Fjords Reviews

HOME | ART REVIEWS | Killing the ISIS Propaganda Machine
Killing the ISIS Propaganda Machine
City of Ghosts

by Jennifer Parker

July 07, 2017
Share Button

 

City of Ghosts How did I not know about Raqqa is Being Slaughtered Silently? RBSS is a group of citizen activist journalists who came together to document the atrocities that ISIS was committing in their hometown—dubbed the capital of the Islamic State. Directed, filmed and produced by Emmy-winning filmmaker, Matthew Heineman (Cartel Land), City of Ghosts follows a handful of anonymous activists who banded together after their homeland, Raqqa, was taken over by ISIS in 2014.

There are as many ways to begin and end a documentary as there are filmmakers and Heineman deftly leads us by the hand into City of Ghosts by beginning with what is reassuring and circling back to it. The film begins and ends at the 2015 Committee to Protect Journalists Awards in New York City with an impassioned introduction from the New Yorker editor, David Remnick. To process the events in the film, we know that the journalists survive. I think this keeps our anxiety under control as an audience so we are left with enough bandwidth to witness mass shootings and crucifixions. We need a spoiler that these guys are going to be okay.

Heineman nimbly dances between the point of view of four journalists, most of whom speak Arabic though a few speak English and a more omniscient point of view of his camera as a filmmaker. As a documentary filmmaker, he has a gift of staying out of the way and allowing the men to tell their own story. It is by no means a romantic one. Most of the narrative takes place in undisclosed locations in Turkey and Germany because Raqqa is too dangerous for the correspondents. ISIS wants them dead. The citizen journalists appreciate the power of media and show how ISIS exploits the Marshall McLuhan adage, “The medium is the message” by making propagandistic videos with Hollywood production values to recruit members.

Director Matthew Heineman- CITY OF GHOSTS. Photo courtesy of Amazon Studios/ IFC Films
Director Matthew Heineman - CITY OF GHOSTS. Photo courtesy of Amazon Studios/ IFC Films

For ninety minutes, we get to know four of the founding members of RBSS—a math teacher, a law student, a biology student and a shy young man who while in high school bravely embedded himself as a field reporter in the Free Syrian Army as they fought to liberate Raqqa from Assad’s forces. We share in their unquantifiable successes, mourn their horrific losses and wonder how in the world did this happen in the first place? Raqqa is a power vacuum. The infrastructure has collapsed. The city is cutoff from the rest of the world by having their satellites destroyed. Schools have ceased to exist. Children are transmogrified into ISIS recruits and turned against their families.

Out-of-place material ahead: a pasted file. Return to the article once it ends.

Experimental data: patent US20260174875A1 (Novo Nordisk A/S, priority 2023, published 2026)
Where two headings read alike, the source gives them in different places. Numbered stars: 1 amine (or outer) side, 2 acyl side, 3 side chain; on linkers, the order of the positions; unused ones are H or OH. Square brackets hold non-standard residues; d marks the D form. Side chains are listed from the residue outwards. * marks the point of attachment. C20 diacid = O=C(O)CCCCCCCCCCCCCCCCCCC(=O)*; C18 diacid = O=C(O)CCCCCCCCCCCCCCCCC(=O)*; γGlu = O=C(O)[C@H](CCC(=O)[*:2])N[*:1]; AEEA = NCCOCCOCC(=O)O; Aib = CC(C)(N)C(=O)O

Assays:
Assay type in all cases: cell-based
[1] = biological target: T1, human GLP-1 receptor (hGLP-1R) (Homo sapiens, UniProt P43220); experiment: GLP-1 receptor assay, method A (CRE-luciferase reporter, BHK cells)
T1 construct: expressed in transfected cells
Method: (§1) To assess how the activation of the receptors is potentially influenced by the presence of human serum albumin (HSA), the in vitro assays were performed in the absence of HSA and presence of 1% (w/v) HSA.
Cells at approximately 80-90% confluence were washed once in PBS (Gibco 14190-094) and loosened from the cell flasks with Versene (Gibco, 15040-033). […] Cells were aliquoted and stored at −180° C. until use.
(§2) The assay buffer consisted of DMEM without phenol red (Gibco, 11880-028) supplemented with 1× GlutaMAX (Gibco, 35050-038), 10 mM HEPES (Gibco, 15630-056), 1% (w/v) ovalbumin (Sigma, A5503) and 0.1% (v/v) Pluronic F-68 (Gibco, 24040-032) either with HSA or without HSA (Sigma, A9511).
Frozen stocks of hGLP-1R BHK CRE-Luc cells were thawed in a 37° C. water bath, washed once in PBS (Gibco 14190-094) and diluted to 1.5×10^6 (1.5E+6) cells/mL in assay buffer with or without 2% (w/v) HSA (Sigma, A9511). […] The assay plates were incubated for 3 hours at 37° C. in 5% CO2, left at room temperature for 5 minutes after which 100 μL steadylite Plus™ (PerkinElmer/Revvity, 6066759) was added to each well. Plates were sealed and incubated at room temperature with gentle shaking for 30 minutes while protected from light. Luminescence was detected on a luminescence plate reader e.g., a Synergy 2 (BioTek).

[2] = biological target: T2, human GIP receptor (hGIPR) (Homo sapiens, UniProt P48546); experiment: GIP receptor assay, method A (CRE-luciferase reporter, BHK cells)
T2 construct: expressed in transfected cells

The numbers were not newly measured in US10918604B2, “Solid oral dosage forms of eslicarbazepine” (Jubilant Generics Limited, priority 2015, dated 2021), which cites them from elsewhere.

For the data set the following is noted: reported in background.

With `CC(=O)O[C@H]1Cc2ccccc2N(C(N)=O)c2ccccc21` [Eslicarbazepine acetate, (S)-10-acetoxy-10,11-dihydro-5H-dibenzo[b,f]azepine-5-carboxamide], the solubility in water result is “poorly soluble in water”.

Director Matthew Heineman- CITY OF GHOSTS. Photo courtesy of Amazon Studios/ IFC Films
A scene from Matthew Heineman’s CITY OF GHOSTS. Photo courtesy of Amazon Studios/ IFC Films

When one of the founding members of RBSS comments, “Either we will win or they will kill all of us,” it is neither with defeat nor bravado—a cautionary tale indeed.


 

Rated R
1 h 33 m / Documentary / USA / 2017
New York City: July 7 // Los Angeles: July 14

Archives

Santoalla-- the Spaces Between

Reading Arthur Miller in Tehran, The Salesman

Bewitched, Bothered and Beguiled, The Beguiled– A Film Review

A Spoonful of Sugar-- Not Saccharine The Big Sick: A Film Review

Fiona and the Tramp, Lost in Paris- a review

Movie Review: Beatriz at Dinner

Not Made in America - Three films that get it right: The Wedding Plan, One Week and a Day, and The Commune

Teddy Thompson’s Ultimate Funeral Mix Tape

Cattelan the Perspectivist

Jason McLean

Moray Hillary, Pre-New Reflective by Heather Zises

Cameraperson, dir. Kristen Johnson: stories from behind the camera lens

SELFISH, Review by Heather Zises

Winter Realm Series by Noah Becker

Winter on Fire: Ukraine’s Fight For Freedom, dir. Evgeniy Afineevsky

Paul Rousso at Lanoue Fine Art

Strange Days directed by Kathryn Bigelow (1995)

Airan Kang, The Luminous Poem at Bryce Wolkowitz Gallery

Damien Hoar De Galvan at Carroll and Sons

Antigone, 2015, directed by Ivo van Hove

3 Women, Directed by Robert Altman, 1977

World of Tomorrow and the Quit-Bang Language of the Future

Karen Jerzyk's unsettling Parallel World

Quintet, Directed by Robert Altman, 1979

Classic Movie Short Review: Croupier (1998)

CEK - Concrete Functional Sculptures

Popeye, Directed by Robert Altman, 1980

Alexis Dahan, ALARM! At Two Rams

Do Ho Suh, Drawings, at Lehmann Maupin

Kingdom of Dreams and Madness

Nir Hod, Once Everything Was Much Better Even the Future

Reuven Israel, Multipolarity

Review of Boyhood

Exhibition Review: Mario Schifano 1960 – 67

Subverting the Realist Impulse in the Work of Shauna Born

Linder: Femme/Objet by Erik Martiny

What We Do in the Shadows by Jemaine Clement and Taika Waititi

Kara Walker, A Subtlety

Justin Kimball at Carroll and Sons

Kay Rosen: Blingo

Told & Foretold: The Cup in the Art of Samuel Bak, at Pucker Gallery

Collective Memory Manipulated: Sara Cwynar’s Flat Death

Letinsky’s Creases Turn Sour

Universal Archive

Art Paris Art Fair 2013 Review

Paris Street Art Musée de la Poste

Trellises by Katherine Tzu-Lan Mann

Accumulation: Sculptural work by Alben at Gallery Nines

The Colour of Laughter

Topography of Destruction Kemper Museum

L'art en Guerre : France 1938-1947

The Louvre Relocates to Africa

Hopper the Frenchie

A French Priest, Tears and Fire the Art of Jean-Michel Othoniel

North Korean Defector's U.S. Art Premiere